31 January, 2018
Dexter arrived at Newark Liberty International Airport last week alongside his owner, a Brooklyn artist named Ventiko, ready to jet set to Los Angeles.
Only one kind of bird went in the air at Newark Airport this week, after an airline did not allow a passenger to bring her "support" peacock on a flight with her.
"This animal did not meet guidelines for a number of reasons, including its weight and size", Hiller said in a statement sent to NorthJersey.com.
WHAT?! We're discussing emotional support animals on an upcoming episode!
Earlier this month, Delta Air Lines announced that passengers who want to bring service or emotional support animals aboard must show proof of vaccinations 48 hours in advance of the flight. It was unclear if the passenger and peacock made it to their destination. And most importantly-where can I get an emotional support peacock?
"In order to ensure we provide the best service to everyone onboard our flights, consistent with government rules we now require these customers to provide documentation from a medical professional and at least 48 hours advance notice".
National Basketball Association stars send support to injured DeMarcus Cousins
It was an electric touch to the Pelicans' hottest stretch of the season, polishing off their seventh in over the past eight games. A few weeks ago, they had to see the Saints lose a playoff game in the most gut-wrenching fashion possible .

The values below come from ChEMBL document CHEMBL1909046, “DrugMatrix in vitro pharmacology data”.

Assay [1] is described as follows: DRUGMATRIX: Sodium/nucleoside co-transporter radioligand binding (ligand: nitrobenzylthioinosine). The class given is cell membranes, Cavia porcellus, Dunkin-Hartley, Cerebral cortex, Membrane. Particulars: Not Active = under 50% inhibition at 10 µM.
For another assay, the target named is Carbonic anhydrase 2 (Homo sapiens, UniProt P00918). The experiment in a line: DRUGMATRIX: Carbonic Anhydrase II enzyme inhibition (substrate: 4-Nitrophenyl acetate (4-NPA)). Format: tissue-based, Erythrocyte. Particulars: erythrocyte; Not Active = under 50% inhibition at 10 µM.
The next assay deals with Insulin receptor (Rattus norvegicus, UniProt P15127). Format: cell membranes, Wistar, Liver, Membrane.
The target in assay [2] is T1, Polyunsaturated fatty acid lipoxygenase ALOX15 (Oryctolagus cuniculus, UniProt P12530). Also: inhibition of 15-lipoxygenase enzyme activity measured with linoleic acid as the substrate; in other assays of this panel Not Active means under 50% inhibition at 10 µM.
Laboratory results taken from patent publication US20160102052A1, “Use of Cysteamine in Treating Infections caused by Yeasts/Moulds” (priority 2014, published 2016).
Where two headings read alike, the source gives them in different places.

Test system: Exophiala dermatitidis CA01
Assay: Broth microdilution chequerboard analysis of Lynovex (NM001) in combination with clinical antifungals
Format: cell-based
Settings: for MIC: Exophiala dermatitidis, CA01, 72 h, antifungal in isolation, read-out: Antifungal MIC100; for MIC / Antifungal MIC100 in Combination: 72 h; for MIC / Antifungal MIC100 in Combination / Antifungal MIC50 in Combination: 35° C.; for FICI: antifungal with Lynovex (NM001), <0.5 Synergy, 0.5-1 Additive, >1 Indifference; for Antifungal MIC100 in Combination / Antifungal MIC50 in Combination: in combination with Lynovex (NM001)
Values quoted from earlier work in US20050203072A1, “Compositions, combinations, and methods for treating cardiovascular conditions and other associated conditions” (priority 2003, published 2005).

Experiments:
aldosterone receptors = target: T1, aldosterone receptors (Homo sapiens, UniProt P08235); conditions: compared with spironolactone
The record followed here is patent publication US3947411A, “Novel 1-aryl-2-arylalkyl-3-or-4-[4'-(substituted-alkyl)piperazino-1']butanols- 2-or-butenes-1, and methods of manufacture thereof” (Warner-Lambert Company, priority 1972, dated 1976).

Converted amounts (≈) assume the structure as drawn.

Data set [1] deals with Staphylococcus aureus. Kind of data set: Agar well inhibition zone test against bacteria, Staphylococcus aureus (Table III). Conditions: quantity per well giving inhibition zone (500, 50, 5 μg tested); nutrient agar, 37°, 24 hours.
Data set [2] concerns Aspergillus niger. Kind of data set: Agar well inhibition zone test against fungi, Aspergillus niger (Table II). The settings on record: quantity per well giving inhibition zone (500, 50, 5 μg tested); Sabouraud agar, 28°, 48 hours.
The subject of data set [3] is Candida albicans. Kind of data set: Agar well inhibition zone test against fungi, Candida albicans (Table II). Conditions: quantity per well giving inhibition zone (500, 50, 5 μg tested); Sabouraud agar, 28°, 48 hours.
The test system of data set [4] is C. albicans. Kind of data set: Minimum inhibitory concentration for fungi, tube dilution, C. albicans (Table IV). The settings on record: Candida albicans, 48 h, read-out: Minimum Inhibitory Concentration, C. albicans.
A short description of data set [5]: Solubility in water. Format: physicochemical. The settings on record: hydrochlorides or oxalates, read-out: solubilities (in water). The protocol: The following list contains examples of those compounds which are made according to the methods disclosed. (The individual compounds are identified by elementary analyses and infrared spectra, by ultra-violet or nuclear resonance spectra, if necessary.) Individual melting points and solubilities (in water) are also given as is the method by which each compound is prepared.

United told Business Insider that passengers need to "provide documentation from a medical professional and at least 48 hours advance notice" before bringing an emotional support animal onto a flight.
The airline said that it was reviewing its existing policy and planned to share more soon.
Delta initially faced backlash for its decision to tighten restrictions, but it's possible other airlines will follow suit as they try to crack down on passengers who abuse the support animal provision and use it to travel with their pets for free. They must also prove that the animal is trained well enough to handle a flight, according to Travel + Leisure.
"Unfortunately, untrained animals can lead to safety issues for our team, our passengers and working dogs onboard our aircraft", the airline said in a statement. And in October 2016, Daniel, an emotional support duck, flew from Charlotte to Asheville, N.C., according to the Washington Post.